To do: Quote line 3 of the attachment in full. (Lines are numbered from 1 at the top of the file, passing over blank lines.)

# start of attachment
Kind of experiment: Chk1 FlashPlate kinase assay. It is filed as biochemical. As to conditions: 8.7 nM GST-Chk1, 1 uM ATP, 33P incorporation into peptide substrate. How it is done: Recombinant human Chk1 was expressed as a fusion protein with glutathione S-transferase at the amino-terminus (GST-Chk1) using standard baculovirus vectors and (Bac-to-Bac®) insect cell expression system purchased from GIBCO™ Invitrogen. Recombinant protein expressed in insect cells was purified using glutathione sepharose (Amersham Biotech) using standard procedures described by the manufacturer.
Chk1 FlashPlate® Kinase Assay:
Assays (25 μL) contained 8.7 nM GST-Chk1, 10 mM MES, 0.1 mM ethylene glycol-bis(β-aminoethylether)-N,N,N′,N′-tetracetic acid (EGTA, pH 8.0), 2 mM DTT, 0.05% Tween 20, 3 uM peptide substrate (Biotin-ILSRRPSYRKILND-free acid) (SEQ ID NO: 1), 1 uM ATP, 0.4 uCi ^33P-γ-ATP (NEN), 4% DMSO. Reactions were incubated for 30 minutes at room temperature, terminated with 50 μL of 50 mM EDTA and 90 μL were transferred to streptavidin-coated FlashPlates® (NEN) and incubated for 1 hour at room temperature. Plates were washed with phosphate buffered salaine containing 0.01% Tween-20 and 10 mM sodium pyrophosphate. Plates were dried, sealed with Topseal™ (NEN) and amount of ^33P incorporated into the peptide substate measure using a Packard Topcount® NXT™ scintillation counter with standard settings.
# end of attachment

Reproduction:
Assays (25 μL) contained 8.7 nM GST-Chk1, 10 mM MES, 0.1 mM ethylene glycol-bis(β-aminoethylether)-N,N,N′,N′-tetracetic acid (EGTA, pH 8.0), 2 mM DTT, 0.05% Tween 20, 3 uM peptide substrate (Biotin-ILSRRPSYRKILND-free acid) (SEQ ID NO: 1), 1 uM ATP, 0.4 uCi ^33P-γ-ATP (NEN), 4% DMSO. Reactions were incubated for 30 minutes at room temperature, terminated with 50 μL of 50 mM EDTA and 90 μL were transferred to streptavidin-coated FlashPlates® (NEN) and incubated for 1 hour at room temperature. Plates were washed with phosphate buffered salaine containing 0.01% Tween-20 and 10 mM sodium pyrophosphate. Plates were dried, sealed with Topseal™ (NEN) and amount of ^33P incorporated into the peptide substate measure using a Packard Topcount® NXT™ scintillation counter with standard settings.